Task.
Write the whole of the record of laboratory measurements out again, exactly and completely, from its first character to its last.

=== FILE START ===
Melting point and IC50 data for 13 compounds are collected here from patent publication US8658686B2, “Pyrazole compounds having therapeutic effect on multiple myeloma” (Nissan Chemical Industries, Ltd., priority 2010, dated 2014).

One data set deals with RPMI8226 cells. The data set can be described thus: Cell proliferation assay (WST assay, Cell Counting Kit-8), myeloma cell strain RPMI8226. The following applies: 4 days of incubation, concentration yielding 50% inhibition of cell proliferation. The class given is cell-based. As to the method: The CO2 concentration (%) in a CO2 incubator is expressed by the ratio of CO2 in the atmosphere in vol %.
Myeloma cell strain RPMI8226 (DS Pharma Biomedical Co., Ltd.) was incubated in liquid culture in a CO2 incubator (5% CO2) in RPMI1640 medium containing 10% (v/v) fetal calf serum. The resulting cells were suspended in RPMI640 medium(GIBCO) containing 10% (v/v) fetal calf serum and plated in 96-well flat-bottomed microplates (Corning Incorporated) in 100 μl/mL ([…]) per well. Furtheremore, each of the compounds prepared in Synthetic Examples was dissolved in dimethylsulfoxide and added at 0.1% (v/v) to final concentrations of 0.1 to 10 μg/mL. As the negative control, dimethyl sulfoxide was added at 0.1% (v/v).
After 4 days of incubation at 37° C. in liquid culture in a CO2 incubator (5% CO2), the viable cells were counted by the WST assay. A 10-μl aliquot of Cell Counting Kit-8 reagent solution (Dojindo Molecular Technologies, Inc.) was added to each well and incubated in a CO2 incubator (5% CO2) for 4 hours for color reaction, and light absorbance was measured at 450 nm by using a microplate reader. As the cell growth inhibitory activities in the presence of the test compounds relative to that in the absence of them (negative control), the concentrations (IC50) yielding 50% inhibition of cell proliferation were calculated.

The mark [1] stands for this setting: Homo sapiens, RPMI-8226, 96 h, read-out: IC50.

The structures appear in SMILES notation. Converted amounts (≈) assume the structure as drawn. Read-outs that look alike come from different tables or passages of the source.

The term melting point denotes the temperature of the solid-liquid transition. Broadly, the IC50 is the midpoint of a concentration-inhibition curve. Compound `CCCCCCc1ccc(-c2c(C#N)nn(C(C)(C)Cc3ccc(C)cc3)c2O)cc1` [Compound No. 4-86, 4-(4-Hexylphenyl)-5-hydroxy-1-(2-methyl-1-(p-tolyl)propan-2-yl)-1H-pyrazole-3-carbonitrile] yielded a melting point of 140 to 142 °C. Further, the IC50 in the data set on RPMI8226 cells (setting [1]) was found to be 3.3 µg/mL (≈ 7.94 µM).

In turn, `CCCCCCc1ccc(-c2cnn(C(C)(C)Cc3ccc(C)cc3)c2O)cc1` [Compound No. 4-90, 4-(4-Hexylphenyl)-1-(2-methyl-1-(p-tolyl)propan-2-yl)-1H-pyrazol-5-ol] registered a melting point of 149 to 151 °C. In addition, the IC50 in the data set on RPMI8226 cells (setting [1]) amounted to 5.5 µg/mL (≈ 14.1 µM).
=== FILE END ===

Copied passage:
Melting point and IC50 data for 13 compounds are collected here from patent publication US8658686B2, “Pyrazole compounds having therapeutic effect on multiple myeloma” (Nissan Chemical Industries, Ltd., priority 2010, dated 2014).

One data set deals with RPMI8226 cells. The data set can be described thus: Cell proliferation assay (WST assay, Cell Counting Kit-8), myeloma cell strain RPMI8226. The following applies: 4 days of incubation, concentration yielding 50% inhibition of cell proliferation. The class given is cell-based. As to the method: The CO2 concentration (%) in a CO2 incubator is expressed by the ratio of CO2 in the atmosphere in vol %.
Myeloma cell strain RPMI8226 (DS Pharma Biomedical Co., Ltd.) was incubated in liquid culture in a CO2 incubator (5% CO2) in RPMI1640 medium containing 10% (v/v) fetal calf serum. The resulting cells were suspended in RPMI640 medium(GIBCO) containing 10% (v/v) fetal calf serum and plated in 96-well flat-bottomed microplates (Corning Incorporated) in 100 μl/mL ([…]) per well. Furtheremore, each of the compounds prepared in Synthetic Examples was dissolved in dimethylsulfoxide and added at 0.1% (v/v) to final concentrations of 0.1 to 10 μg/mL. As the negative control, dimethyl sulfoxide was added at 0.1% (v/v).
After 4 days of incubation at 37° C. in liquid culture in a CO2 incubator (5% CO2), the viable cells were counted by the WST assay. A 10-μl aliquot of Cell Counting Kit-8 reagent solution (Dojindo Molecular Technologies, Inc.) was added to each well and incubated in a CO2 incubator (5% CO2) for 4 hours for color reaction, and light absorbance was measured at 450 nm by using a microplate reader. As the cell growth inhibitory activities in the presence of the test compounds relative to that in the absence of them (negative control), the concentrations (IC50) yielding 50% inhibition of cell proliferation were calculated.

The mark [1] stands for this setting: Homo sapiens, RPMI-8226, 96 h, read-out: IC50.

The structures appear in SMILES notation. Converted amounts (≈) assume the structure as drawn. Read-outs that look alike come from different tables or passages of the source.

The term melting point denotes the temperature of the solid-liquid transition. Broadly, the IC50 is the midpoint of a concentration-inhibition curve. Compound `CCCCCCc1ccc(-c2c(C#N)nn(C(C)(C)Cc3ccc(C)cc3)c2O)cc1` [Compound No. 4-86, 4-(4-Hexylphenyl)-5-hydroxy-1-(2-methyl-1-(p-tolyl)propan-2-yl)-1H-pyrazole-3-carbonitrile] yielded a melting point of 140 to 142 °C. Further, the IC50 in the data set on RPMI8226 cells (setting [1]) was found to be 3.3 µg/mL (≈ 7.94 µM).

In turn, `CCCCCCc1ccc(-c2cnn(C(C)(C)Cc3ccc(C)cc3)c2O)cc1` [Compound No. 4-90, 4-(4-Hexylphenyl)-1-(2-methyl-1-(p-tolyl)propan-2-yl)-1H-pyrazol-5-ol] registered a melting point of 149 to 151 °C. In addition, the IC50 in the data set on RPMI8226 cells (setting [1]) amounted to 5.5 µg/mL (≈ 14.1 µM).